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Living Routes - Ecovillage Education Consortium





We are living in the most challenging, yet also, in many ways, the most promising era of human history. The culture of our industrialized society appears very much like the Titanic - charging forward with disregard for the warning signs of climate disruption, overpopulation, over consumption, habitat loss and social injustice, while we dine below deck, toasting our technological prowess. It may not yet be too late to change our course. But if we are to keep our ship afloat, we will need to develop new visions and maps to guide us toward more peaceful and sustainable lifeways.











Fortunately, as deep ecologist Joanna Macy has said, we have already begun a "Great Turning." Ever increasing numbers of people, organizations, and communities across the globe are evolving new models of education that help develop the understanding, commitment, and skills we need to build healthy lifestyles and ecosystems.


There exists today a growing international network of "ecovillages" - communities that are striving to create cooperative lifestyles in harmony with their local environments. These ecovillages are refining social and ecological tools such as consensus decision making, ecological design, community-scale renewable energy systems, and organic farming that offer positive visions and alternatives for humanity and the planet. Many of these communities have matured to the point where they are ready to share their growing wisdom and expertise with a broader audience. Ecovillages in other countries such as Crystal Waters (Australia), Findhorn (Scotland), and Auroville (India), and in North America such as Sirius (MA), the EcoVillage at Ithaca (NY), The Farm (TN), and Earthhaven (NC), have already experienced considerable success as educational centers, often in partnerships with schools of higher learning.

There is also a growing number of innovative educational programs that are bringing together the best that academia and sustainable communities have to offer. For example, the Community Studies Program runs semester programs at Findhorn through Pacific Lutheran University and Geocommons runs programs to Auroville through the University of New Hampshire. Other university campuses that are embracing sustainability in their curricula and operations include Brown, Cornell, Oberlin, Tufts, and Harvard, to name but a few.


Project Description

The mission of Living Routes is to develop and support a diverse, yet integrated set of ecovillage-based educational programs that empower participants to help build a sustainable future. Living Routes is working closely with the Global Ecovillage Network (www.gaia.org) and a consortium of ecovillages, academic institutions, and other organizations to create these globally connected yet regionally developed programs.








At the core of Living Routes is an expanding collection of experiential learning programs that support participants to develop knowledge, skills and values through direct experiences within sustainable communities. Some programs are semester-long residential experiences in one or more ecovillages. In these programs, students create their own "learning communities" within "living communities" as they help design and build ecological structures, learn effective methods of decision-making and conflict resolution, research sustainable strategies, grow and prepare organic food, study and reflect on readings and experiences, support each other's personal and spiritual growth, and work to enhance the health of wider communities and ecosystems.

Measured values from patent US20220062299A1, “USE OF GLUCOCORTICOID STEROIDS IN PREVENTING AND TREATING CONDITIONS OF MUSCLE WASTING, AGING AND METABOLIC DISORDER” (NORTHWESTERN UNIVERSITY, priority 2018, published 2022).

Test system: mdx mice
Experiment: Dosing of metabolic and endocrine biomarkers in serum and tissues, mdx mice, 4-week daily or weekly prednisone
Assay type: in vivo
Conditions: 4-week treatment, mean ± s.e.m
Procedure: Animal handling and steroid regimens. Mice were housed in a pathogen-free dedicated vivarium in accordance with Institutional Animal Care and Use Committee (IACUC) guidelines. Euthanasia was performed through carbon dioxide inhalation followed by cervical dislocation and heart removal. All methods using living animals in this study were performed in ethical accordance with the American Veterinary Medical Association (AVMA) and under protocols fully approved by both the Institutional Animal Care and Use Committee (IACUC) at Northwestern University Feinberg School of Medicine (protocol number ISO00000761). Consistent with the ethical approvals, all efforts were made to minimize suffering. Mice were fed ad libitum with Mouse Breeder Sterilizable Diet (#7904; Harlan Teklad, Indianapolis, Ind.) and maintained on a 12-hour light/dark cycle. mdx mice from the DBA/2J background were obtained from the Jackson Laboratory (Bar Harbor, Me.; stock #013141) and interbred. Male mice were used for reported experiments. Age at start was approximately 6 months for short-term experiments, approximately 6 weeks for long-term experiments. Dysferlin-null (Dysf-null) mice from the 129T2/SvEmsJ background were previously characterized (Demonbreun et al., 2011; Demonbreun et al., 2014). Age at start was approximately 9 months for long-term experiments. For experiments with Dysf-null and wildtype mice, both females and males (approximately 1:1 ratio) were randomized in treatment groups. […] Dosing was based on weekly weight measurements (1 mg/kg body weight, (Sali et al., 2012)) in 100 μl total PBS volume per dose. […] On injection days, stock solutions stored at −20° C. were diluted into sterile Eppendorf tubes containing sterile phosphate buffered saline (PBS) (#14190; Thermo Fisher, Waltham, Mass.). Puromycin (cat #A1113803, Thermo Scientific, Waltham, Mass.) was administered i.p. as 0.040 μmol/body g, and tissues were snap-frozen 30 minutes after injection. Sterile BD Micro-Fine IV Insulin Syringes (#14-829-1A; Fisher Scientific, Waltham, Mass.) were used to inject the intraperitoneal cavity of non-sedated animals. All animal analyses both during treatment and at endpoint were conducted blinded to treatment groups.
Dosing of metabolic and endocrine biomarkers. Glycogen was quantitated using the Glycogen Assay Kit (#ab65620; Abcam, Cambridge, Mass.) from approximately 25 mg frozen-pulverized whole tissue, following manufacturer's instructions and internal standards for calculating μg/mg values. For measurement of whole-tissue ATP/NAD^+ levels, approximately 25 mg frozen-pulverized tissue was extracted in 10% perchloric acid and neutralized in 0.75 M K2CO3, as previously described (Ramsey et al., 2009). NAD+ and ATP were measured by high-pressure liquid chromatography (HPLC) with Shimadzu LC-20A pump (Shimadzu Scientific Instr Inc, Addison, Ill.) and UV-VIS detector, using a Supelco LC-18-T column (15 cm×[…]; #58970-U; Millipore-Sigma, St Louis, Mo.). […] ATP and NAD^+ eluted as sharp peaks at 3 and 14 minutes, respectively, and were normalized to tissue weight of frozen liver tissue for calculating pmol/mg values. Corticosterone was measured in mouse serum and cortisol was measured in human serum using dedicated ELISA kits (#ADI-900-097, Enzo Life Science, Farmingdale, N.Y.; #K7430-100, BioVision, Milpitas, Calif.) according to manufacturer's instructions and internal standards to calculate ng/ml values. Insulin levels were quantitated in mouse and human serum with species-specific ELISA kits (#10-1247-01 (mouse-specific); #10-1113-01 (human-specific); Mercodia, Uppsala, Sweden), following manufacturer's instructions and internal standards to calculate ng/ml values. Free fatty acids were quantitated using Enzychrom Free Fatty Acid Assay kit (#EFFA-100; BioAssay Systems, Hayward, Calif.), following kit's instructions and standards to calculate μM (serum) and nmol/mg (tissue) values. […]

Many of our ecovillage-based programs will be closely integrated with ongoing, related coursework that students are taking at neighboring colleges. While some of these programs may not include residence at ecovillage sites, they will still have many of the same holistic, community-based components of the residential semesters and will be ideal for long-term research into sustainable strategies. By linking the developmental priorities of ecovillages and partnering schools, these programs will help students and their sponsoring colleges become significant players in developing societal models that help restore a healthy relationship to our planet and to each other.

Living Routes programs will be connected to a consortium of colleges and universities that allow students to participate as part of their academic career. Some students may take only one program; others may pursue a sequence of programs leading to a "major" within an academic institution or to a "certificate of mastery" awarded by Living Routes. While hands-on learning and community living is a hallmark of these programs, we hope to augment these experiences through distance learning courses and through internet linkages among students and ecovillages around the world.


Research, Development and Demonstration